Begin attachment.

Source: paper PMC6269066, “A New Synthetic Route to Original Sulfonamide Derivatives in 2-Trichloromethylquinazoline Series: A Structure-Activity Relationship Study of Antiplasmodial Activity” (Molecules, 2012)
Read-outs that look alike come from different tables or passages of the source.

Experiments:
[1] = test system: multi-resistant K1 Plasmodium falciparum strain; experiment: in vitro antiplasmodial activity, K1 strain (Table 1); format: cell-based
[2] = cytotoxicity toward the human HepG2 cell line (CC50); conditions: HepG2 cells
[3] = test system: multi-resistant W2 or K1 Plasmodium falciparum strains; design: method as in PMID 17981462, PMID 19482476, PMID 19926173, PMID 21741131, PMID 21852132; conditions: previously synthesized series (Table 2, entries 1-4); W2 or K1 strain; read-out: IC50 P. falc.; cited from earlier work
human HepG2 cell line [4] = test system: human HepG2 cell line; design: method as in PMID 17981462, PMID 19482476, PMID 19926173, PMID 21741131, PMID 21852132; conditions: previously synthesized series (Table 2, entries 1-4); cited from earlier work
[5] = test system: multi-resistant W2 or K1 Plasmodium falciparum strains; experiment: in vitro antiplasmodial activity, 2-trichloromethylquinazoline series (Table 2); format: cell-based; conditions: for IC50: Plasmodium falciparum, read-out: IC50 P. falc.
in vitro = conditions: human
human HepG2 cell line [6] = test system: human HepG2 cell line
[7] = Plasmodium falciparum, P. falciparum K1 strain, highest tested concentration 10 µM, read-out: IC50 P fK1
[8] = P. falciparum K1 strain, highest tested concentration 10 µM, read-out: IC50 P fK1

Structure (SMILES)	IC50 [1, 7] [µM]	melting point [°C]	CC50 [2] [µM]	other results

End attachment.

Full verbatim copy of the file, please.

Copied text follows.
Source: paper PMC6269066, “A New Synthetic Route to Original Sulfonamide Derivatives in 2-Trichloromethylquinazoline Series: A Structure-Activity Relationship Study of Antiplasmodial Activity” (Molecules, 2012)
Read-outs that look alike come from different tables or passages of the source.

Experiments:
[1] = test system: multi-resistant K1 Plasmodium falciparum strain; experiment: in vitro antiplasmodial activity, K1 strain (Table 1); format: cell-based
[2] = cytotoxicity toward the human HepG2 cell line (CC50); conditions: HepG2 cells
[3] = test system: multi-resistant W2 or K1 Plasmodium falciparum strains; design: method as in PMID 17981462, PMID 19482476, PMID 19926173, PMID 21741131, PMID 21852132; conditions: previously synthesized series (Table 2, entries 1-4); W2 or K1 strain; read-out: IC50 P. falc.; cited from earlier work
human HepG2 cell line [4] = test system: human HepG2 cell line; design: method as in PMID 17981462, PMID 19482476, PMID 19926173, PMID 21741131, PMID 21852132; conditions: previously synthesized series (Table 2, entries 1-4); cited from earlier work
[5] = test system: multi-resistant W2 or K1 Plasmodium falciparum strains; experiment: in vitro antiplasmodial activity, 2-trichloromethylquinazoline series (Table 2); format: cell-based; conditions: for IC50: Plasmodium falciparum, read-out: IC50 P. falc.
in vitro = conditions: human
human HepG2 cell line [6] = test system: human HepG2 cell line
[7] = Plasmodium falciparum, P. falciparum K1 strain, highest tested concentration 10 µM, read-out: IC50 P fK1
[8] = P. falciparum K1 strain, highest tested concentration 10 µM, read-out: IC50 P fK1

Structure (SMILES)	IC50 [1, 7] [µM]	melting point [°C]	CC50 [2] [µM]	other results